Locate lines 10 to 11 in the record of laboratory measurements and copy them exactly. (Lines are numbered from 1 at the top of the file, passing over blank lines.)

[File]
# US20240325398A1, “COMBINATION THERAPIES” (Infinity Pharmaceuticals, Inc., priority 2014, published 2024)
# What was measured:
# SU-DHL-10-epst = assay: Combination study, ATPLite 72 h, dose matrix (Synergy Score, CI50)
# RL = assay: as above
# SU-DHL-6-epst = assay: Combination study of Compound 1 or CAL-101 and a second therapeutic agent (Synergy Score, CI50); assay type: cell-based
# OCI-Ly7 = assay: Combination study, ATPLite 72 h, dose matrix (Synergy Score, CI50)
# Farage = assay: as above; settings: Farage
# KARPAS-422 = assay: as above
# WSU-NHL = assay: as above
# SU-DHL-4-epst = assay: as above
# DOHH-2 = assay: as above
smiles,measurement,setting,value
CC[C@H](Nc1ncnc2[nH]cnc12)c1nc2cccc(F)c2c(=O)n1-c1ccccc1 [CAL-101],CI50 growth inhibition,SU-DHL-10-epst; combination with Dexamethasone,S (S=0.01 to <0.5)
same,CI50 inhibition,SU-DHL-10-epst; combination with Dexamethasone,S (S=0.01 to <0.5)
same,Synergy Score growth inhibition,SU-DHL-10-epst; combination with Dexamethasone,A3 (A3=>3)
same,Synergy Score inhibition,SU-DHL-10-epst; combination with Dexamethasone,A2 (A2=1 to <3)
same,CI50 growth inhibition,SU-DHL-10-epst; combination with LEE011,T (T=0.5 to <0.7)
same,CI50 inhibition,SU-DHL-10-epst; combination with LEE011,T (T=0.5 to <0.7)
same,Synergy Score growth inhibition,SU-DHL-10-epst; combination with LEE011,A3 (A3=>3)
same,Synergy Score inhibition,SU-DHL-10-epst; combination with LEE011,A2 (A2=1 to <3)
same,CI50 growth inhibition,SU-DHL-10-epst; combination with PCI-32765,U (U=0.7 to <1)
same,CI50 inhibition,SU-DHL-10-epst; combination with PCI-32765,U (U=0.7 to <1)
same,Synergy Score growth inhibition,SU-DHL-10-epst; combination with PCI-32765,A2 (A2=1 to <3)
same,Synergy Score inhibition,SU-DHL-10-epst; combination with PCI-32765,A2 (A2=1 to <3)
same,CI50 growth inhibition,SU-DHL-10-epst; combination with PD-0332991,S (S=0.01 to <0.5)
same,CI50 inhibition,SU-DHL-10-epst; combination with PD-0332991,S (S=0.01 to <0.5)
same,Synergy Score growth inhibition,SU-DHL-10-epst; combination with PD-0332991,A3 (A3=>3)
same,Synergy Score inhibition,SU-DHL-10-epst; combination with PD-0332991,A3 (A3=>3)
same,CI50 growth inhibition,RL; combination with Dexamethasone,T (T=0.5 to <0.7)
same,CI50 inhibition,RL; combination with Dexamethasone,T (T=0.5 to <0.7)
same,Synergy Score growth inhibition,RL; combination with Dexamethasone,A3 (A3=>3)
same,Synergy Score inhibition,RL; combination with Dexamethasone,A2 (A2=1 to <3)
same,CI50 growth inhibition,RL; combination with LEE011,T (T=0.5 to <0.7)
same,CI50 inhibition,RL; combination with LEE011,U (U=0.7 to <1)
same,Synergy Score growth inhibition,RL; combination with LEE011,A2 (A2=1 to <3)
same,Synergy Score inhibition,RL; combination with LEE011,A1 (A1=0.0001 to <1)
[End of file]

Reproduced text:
# SU-DHL-4-epst = assay: as above
# DOHH-2 = assay: as above